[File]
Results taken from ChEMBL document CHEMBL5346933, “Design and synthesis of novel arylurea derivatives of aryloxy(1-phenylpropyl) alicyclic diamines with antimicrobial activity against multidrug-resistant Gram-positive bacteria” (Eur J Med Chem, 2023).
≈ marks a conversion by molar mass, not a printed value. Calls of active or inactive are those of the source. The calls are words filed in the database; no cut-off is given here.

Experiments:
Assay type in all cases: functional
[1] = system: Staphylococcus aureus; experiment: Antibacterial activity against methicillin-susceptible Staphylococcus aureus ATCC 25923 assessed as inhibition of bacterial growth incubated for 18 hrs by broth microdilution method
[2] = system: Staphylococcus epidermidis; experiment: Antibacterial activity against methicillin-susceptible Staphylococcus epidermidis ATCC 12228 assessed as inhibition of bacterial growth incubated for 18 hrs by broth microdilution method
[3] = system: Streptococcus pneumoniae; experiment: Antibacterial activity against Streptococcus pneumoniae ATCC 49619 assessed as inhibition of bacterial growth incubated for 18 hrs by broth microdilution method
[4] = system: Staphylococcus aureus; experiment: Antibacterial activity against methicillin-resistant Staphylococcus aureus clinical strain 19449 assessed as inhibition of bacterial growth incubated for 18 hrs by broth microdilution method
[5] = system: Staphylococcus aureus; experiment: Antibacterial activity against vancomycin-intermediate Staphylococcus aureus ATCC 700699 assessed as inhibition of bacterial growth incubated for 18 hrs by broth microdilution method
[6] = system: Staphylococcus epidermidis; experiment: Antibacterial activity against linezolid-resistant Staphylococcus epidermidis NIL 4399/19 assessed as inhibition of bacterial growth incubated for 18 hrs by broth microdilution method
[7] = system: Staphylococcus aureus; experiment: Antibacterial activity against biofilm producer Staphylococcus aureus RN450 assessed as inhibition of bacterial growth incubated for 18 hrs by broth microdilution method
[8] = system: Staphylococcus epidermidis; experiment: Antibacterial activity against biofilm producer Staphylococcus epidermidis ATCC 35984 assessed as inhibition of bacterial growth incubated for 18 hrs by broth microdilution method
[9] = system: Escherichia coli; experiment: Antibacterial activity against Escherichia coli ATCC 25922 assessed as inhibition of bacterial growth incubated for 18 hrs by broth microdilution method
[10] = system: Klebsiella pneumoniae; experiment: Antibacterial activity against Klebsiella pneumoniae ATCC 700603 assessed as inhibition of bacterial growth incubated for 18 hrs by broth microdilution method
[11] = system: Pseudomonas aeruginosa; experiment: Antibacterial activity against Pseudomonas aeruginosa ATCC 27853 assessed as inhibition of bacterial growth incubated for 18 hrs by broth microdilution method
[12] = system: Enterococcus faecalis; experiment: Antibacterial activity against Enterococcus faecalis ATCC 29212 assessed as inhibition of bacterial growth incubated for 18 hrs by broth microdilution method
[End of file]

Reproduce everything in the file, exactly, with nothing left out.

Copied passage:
Results taken from ChEMBL document CHEMBL5346933, “Design and synthesis of novel arylurea derivatives of aryloxy(1-phenylpropyl) alicyclic diamines with antimicrobial activity against multidrug-resistant Gram-positive bacteria” (Eur J Med Chem, 2023).
≈ marks a conversion by molar mass, not a printed value. Calls of active or inactive are those of the source. The calls are words filed in the database; no cut-off is given here.

Experiments:
Assay type in all cases: functional
[1] = system: Staphylococcus aureus; experiment: Antibacterial activity against methicillin-susceptible Staphylococcus aureus ATCC 25923 assessed as inhibition of bacterial growth incubated for 18 hrs by broth microdilution method
[2] = system: Staphylococcus epidermidis; experiment: Antibacterial activity against methicillin-susceptible Staphylococcus epidermidis ATCC 12228 assessed as inhibition of bacterial growth incubated for 18 hrs by broth microdilution method
[3] = system: Streptococcus pneumoniae; experiment: Antibacterial activity against Streptococcus pneumoniae ATCC 49619 assessed as inhibition of bacterial growth incubated for 18 hrs by broth microdilution method
[4] = system: Staphylococcus aureus; experiment: Antibacterial activity against methicillin-resistant Staphylococcus aureus clinical strain 19449 assessed as inhibition of bacterial growth incubated for 18 hrs by broth microdilution method
[5] = system: Staphylococcus aureus; experiment: Antibacterial activity against vancomycin-intermediate Staphylococcus aureus ATCC 700699 assessed as inhibition of bacterial growth incubated for 18 hrs by broth microdilution method
[6] = system: Staphylococcus epidermidis; experiment: Antibacterial activity against linezolid-resistant Staphylococcus epidermidis NIL 4399/19 assessed as inhibition of bacterial growth incubated for 18 hrs by broth microdilution method
[7] = system: Staphylococcus aureus; experiment: Antibacterial activity against biofilm producer Staphylococcus aureus RN450 assessed as inhibition of bacterial growth incubated for 18 hrs by broth microdilution method
[8] = system: Staphylococcus epidermidis; experiment: Antibacterial activity against biofilm producer Staphylococcus epidermidis ATCC 35984 assessed as inhibition of bacterial growth incubated for 18 hrs by broth microdilution method
[9] = system: Escherichia coli; experiment: Antibacterial activity against Escherichia coli ATCC 25922 assessed as inhibition of bacterial growth incubated for 18 hrs by broth microdilution method
[10] = system: Klebsiella pneumoniae; experiment: Antibacterial activity against Klebsiella pneumoniae ATCC 700603 assessed as inhibition of bacterial growth incubated for 18 hrs by broth microdilution method
[11] = system: Pseudomonas aeruginosa; experiment: Antibacterial activity against Pseudomonas aeruginosa ATCC 27853 assessed as inhibition of bacterial growth incubated for 18 hrs by broth microdilution method
[12] = system: Enterococcus faecalis; experiment: Antibacterial activity against Enterococcus faecalis ATCC 29212 assessed as inhibition of bacterial growth incubated for 18 hrs by broth microdilution method